Kenya has its first Rastafarian advocate who has now been called to the bar in the east African nation.
Mathenge Mukundi on last Friday wore a blue turban and walked to the Supreme Court building in Kenya to be admitted to the Bar.
He was admitted alongside 197 new advocates including Kenya’s cabinet Secretary Amina Mohamed.
Mukundi will now become Kenya’s first advocate of the Rastafarian faith, an achievement that speaks volumes about the changing dynamics of the Kenyan society.
He told the Daily Nation that “As a diehard human rights and fundamental freedoms enthusiast, I will work towards fighting for the rights of minorities and marginalised groups.”
Kenya’s National Council for Law Reporting congratulated Mukundi in a statement on Twitter.
It said “According to our policy to give opportunities to diverse members of the society, Mr Mathenge Mukundi, a practicing Rastafarian, did pupillage with us last year and was admitted to the Bar as an advocate.”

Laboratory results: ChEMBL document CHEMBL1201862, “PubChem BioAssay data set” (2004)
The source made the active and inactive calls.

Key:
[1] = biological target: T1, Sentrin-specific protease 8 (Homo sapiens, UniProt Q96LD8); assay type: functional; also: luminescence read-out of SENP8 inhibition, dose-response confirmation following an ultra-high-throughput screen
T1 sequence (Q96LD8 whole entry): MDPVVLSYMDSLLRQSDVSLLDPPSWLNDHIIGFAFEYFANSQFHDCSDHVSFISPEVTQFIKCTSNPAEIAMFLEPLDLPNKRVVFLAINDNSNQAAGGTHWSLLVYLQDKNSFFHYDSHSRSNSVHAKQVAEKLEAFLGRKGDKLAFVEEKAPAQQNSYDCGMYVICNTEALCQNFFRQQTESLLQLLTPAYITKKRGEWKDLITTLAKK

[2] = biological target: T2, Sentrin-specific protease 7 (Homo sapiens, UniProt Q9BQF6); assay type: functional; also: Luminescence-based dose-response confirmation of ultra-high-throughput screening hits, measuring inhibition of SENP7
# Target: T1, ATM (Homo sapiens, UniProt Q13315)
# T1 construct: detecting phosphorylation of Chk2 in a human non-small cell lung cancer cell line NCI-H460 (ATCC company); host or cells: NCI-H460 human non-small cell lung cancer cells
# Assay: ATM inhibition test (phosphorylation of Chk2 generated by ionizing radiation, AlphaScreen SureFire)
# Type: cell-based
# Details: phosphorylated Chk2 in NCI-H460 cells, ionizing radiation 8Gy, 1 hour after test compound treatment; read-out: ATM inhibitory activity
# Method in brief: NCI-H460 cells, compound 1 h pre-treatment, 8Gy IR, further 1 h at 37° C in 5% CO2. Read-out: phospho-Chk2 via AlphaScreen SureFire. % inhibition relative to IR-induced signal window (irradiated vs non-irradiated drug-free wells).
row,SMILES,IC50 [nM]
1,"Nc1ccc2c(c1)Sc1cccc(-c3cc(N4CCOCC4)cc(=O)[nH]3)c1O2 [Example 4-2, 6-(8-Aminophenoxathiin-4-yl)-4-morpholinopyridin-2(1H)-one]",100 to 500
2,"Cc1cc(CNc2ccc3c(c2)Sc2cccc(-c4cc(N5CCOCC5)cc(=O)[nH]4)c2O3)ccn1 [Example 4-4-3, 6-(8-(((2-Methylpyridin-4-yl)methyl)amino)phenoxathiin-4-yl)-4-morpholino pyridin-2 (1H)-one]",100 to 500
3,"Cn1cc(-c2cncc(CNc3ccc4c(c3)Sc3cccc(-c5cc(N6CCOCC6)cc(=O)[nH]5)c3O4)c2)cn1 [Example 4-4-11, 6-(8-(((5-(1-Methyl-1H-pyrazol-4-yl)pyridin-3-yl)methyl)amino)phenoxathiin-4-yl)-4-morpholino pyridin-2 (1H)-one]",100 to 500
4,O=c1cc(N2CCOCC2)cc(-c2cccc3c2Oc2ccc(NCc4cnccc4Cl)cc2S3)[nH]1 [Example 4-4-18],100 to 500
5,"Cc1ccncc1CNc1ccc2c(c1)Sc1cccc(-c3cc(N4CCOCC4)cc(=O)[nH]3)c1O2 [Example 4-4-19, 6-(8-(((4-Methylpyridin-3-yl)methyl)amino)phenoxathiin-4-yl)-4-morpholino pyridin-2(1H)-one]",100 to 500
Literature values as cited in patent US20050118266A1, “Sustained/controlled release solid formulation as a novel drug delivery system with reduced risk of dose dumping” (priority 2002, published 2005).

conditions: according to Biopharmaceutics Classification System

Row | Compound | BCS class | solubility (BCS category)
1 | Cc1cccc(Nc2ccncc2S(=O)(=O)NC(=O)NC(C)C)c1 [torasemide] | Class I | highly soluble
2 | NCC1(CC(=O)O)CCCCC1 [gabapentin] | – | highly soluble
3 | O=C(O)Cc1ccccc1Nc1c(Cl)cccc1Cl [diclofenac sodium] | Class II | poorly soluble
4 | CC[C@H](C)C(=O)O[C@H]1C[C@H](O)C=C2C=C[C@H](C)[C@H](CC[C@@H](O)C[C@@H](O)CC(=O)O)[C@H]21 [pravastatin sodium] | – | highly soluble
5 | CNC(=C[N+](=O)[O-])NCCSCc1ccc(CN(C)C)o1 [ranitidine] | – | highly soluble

According to our policy to give opportunities to diverse members of the society,Mr Mathenge Mukundi a practicing Rastafarian did Pupillage with us last and was admitted to the bar as an Advocate yesterday.Congratulations to him pic.twitter.com/YFmYcaUjq2
— Kenya Law (@MyKenyaLaw) July 3, 2020
The feat is considered historic in East Africa as most countries including neighbour Uganda do not allow Rastafarians to become advocates.
Often persons with dreadlocks are discriminated against in many African societies. They now being allowed into court rooms to practice law because of their dreadlocks.
They are often not considered as practicing a faith but rather associated with social vices in society.
Last year Kenyan courts ruled that Rastafarianism is a religion just like any other and they should be treated as the rest.
Rastafarianism though is an Africa-centred religion, traced to Jamaica in the 1930s after Haile Selassie I (1892-1975) was coronated as King of Ethiopia.
Rastafarians follow biblical teachings which among others prohibit eating certain foods and cutting of the hair, as a sign of their dedication to God’s teachings.
Keeping their hair is a manifestation of their faith, according to those who practice the religion.